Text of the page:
Planning and Public Health professionals’ experiences of using the planning system to regulate hot food takeaway outlets in England: A qualitative study

Matthew Keeble*, Thomas Burgoine, Martin White, Carolyn Summerbell, Steven Cummins, Jean Adams

*Corresponding author for this work

    Research output: Contribution to journalArticlepeer-review

    10 Citations (Scopus)

    Abstract

    Takeaway food outlets offer limited seating and sell hot food to be consumed away from their premises. They typically serve energy-dense, nutrient-poor food. National planning guidelines in England offer the potential for local planning policies to promote healthier food environments through regulation of takeaway food outlets. Around half of English local government areas use this approach, but little is known about the process of adoption. We aimed to explore experiences and perceived success of planning policy adoption. In 2018 we recruited Planning and Public Health professionals from 16 local government areas in England and completed 26 telephone interviews. We analysed data with a thematic analysis approach. Participants felt that planning policy adoption was appropriate and can successfully regulate takeaway food outlets with the intention to improve health. They identified several facilitators and barriers towards adoption. Facilitators included internal co-operation between Planning and Public Health departments, and precedent for planning policy adoption set elsewhere. Barriers included “nanny-state” criticism, and difficulty demonstrating planning policy effectiveness. These could be considered in future guidelines to support widespread planning policy adoption.

    Original languageEnglish
    Article number102305
    Number of pages9
    JournalHealth and Place
    Volume67
    DOIs
    Publication statusPublished - Jan 2021

    Bibliographical note

    Funding Information:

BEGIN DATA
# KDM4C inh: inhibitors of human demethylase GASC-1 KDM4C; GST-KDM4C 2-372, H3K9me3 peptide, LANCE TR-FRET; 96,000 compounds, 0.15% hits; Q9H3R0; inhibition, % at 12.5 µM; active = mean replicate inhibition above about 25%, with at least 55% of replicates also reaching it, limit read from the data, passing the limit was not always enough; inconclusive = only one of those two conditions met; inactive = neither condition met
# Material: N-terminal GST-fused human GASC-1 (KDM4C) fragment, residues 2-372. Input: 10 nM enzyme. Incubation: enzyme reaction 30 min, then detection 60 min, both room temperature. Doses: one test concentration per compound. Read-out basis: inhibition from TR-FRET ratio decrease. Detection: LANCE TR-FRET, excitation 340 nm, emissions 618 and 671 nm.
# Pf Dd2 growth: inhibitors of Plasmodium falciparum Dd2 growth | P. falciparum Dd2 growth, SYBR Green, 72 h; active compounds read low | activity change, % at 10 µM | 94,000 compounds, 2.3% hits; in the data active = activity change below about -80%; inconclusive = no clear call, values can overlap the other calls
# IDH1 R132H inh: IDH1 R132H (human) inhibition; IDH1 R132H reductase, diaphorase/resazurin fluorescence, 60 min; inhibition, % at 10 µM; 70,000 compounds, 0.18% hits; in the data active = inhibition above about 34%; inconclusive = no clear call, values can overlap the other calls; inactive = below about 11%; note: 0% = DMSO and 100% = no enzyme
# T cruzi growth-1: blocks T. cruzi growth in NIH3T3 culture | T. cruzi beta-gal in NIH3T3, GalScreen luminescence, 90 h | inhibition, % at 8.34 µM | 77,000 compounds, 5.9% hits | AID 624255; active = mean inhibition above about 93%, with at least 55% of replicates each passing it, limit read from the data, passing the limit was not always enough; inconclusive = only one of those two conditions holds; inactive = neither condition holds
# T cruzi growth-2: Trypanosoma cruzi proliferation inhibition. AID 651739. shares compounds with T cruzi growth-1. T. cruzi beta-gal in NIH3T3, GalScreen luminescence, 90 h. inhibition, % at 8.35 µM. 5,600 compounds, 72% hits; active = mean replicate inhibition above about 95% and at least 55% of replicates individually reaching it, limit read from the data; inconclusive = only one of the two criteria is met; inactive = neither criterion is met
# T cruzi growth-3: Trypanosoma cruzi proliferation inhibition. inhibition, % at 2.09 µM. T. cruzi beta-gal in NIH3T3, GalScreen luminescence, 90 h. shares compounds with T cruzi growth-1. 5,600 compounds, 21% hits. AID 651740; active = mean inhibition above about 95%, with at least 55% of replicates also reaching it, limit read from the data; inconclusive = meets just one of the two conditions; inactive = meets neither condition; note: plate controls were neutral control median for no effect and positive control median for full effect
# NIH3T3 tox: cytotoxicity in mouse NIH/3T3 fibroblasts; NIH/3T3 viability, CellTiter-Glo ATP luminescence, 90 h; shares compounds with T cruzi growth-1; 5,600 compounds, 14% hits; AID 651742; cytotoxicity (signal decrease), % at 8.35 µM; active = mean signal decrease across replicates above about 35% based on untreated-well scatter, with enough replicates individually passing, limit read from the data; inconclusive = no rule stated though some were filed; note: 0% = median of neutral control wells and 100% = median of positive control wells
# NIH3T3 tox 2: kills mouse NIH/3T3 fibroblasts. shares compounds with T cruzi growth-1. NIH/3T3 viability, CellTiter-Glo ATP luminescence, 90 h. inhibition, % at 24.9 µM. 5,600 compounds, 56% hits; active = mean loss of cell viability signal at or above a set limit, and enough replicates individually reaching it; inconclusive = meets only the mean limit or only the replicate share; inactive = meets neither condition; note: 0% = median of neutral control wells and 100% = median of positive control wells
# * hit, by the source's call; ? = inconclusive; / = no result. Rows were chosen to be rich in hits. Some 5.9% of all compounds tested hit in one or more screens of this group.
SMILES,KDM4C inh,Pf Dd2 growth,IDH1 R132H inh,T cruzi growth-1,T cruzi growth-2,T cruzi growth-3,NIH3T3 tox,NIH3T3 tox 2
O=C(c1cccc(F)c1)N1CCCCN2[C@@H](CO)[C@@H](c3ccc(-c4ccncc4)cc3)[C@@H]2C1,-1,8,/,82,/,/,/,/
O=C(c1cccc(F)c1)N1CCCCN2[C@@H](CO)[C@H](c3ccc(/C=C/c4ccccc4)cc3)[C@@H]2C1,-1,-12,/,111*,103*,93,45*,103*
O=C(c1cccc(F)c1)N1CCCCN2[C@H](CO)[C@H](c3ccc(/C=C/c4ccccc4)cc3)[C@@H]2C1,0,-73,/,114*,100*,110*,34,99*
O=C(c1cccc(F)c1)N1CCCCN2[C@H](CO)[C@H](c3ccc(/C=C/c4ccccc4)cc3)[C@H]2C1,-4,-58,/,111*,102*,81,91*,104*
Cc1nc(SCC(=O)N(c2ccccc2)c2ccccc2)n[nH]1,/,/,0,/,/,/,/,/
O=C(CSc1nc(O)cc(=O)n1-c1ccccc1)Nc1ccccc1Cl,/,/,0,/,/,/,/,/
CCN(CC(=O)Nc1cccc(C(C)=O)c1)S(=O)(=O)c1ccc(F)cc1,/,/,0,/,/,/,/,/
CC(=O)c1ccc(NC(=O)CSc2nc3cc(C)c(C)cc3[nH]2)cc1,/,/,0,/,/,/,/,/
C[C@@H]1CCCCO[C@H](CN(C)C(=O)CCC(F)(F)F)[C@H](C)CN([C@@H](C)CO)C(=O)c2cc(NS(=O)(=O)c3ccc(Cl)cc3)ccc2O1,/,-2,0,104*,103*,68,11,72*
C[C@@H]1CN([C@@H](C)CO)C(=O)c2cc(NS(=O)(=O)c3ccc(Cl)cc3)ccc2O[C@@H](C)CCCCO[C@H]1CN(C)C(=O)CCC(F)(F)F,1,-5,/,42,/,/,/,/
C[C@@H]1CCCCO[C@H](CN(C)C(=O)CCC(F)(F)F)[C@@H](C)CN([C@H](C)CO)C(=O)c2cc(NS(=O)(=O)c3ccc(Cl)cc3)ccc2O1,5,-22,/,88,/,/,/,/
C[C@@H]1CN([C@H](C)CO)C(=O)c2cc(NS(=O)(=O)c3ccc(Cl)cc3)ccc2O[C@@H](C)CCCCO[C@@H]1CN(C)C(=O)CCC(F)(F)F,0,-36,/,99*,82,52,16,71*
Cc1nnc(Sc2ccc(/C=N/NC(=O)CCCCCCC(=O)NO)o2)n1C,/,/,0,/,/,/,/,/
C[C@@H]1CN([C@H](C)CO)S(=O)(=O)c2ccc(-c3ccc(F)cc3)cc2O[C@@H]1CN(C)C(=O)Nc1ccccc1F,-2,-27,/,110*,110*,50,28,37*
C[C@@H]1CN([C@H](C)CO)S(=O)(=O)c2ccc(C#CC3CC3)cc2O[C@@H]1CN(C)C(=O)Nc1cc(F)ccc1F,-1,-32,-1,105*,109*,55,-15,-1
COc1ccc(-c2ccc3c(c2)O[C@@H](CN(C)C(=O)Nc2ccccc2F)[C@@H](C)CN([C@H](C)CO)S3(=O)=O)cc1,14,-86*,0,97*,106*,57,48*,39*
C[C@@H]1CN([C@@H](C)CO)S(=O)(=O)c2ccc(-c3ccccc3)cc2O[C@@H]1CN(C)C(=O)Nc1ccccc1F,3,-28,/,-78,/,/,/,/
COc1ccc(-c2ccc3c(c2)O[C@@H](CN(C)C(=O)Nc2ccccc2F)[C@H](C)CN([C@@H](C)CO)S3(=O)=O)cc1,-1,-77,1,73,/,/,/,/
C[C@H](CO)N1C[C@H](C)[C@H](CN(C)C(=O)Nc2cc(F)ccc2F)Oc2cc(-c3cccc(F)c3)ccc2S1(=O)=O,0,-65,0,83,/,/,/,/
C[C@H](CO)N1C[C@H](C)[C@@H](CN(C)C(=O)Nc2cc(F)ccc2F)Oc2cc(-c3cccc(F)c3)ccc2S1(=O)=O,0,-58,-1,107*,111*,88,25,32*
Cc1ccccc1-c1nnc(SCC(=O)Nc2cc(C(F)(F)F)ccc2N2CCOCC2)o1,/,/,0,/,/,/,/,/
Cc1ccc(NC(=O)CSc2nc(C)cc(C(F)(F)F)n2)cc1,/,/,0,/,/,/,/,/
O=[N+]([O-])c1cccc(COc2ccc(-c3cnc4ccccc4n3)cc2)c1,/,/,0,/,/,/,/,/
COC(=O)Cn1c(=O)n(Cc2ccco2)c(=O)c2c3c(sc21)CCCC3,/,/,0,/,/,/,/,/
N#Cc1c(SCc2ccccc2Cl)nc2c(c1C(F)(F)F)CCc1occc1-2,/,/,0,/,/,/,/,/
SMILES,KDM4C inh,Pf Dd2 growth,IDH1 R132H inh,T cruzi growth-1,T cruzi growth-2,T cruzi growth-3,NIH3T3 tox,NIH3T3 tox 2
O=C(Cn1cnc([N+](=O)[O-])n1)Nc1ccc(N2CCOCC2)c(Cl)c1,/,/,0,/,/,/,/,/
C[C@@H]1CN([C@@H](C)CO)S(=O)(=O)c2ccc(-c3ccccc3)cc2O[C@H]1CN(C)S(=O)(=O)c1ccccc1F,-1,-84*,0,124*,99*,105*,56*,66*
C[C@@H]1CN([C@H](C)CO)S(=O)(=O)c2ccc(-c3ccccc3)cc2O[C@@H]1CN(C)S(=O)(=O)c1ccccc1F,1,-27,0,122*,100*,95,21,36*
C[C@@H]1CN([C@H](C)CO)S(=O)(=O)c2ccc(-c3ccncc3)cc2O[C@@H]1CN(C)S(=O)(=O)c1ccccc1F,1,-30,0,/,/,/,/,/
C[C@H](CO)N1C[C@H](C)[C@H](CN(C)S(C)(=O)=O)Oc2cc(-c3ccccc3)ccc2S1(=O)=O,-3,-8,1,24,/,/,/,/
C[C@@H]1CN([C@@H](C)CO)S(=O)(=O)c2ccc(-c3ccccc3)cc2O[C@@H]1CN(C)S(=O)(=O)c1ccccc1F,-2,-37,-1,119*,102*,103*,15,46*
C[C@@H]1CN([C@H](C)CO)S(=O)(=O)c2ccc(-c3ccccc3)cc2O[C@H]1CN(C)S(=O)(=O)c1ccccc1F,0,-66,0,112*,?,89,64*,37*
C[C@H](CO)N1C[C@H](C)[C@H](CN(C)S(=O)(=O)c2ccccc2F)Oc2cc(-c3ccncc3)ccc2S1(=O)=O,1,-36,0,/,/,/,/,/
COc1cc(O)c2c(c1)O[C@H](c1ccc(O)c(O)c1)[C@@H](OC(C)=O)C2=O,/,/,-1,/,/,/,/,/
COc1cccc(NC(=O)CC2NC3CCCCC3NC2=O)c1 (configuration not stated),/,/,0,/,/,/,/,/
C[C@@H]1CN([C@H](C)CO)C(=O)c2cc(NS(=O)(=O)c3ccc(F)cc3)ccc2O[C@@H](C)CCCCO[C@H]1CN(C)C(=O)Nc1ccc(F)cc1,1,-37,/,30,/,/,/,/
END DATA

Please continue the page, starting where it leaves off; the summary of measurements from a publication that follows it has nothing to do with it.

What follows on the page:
The NIHR School for Public Health Research is a partnership between the Universities of Sheffield; Bristol; Cambridge; Imperial; and University College London; The London School for Hygiene and Tropical Medicine (LSHTM); LiLaC ? a collaboration between the Universities of Liverpool and Lancaster; and Fuse - The Centre for Translational Research in Public Health, a collaboration between Newcastle, Durham, Northumbria, Sunderland and Teesside Universities. This study/project is funded by/ supported by the National Institute for Health Research (NIHR) School for Public Health Research (SPHR) (Grant Reference Number PD-SPH-2015). The views expressed are those of the author(s) and not necessarily those of the NIHR or the Department of Health and Social Care. JA, MW and TB are funded by the Centre for Diet and Activity Research (CEDAR), a UK Clinical Research Collaboration (UKCRC) Public Health Research Centre of Excellence. Funding from the British Heart Foundation, Cancer Research UK, Economic and Social Research Council, Medical Research Council, the National Institute for Health Research [grant number ES/G007462/1], and the Wellcome Trust [grant number 087636/Z/08/Z], under the auspices of the UK Clinical Research Collaboration, is gratefully acknowledged.

    Funding Information:
    This study/project is funded by/ supported by the National Institute for Health Research (NIHR) School for Public Health Research (SPHR) (Grant Reference Number PD-SPH-2015 ). The views expressed are those of the author(s) and not necessarily those of the NIHR or the Department of Health and Social Care.

    Funding Information:
    JA, MW and TB are funded by the Centre for Diet and Activity Research (CEDAR) , a UK Clinical Research Collaboration (UKCRC) Public Health Research Centre of Excellence . Funding from the British Heart Foundation , Cancer Research UK , Economic and Social Research Council , Medical Research Council , the National Institute for Health Research [grant number ES/G007462/1 ], and the Wellcome Trust [grant number 087636/Z/08/Z ], under the auspices of the UK Clinical Research Collaboration , is gratefully acknowledged.

    Keywords

    • England
    • Fast food
    • Obesity
    • Qualitative methods
    • Takeaway food outlets
    • Urban planning

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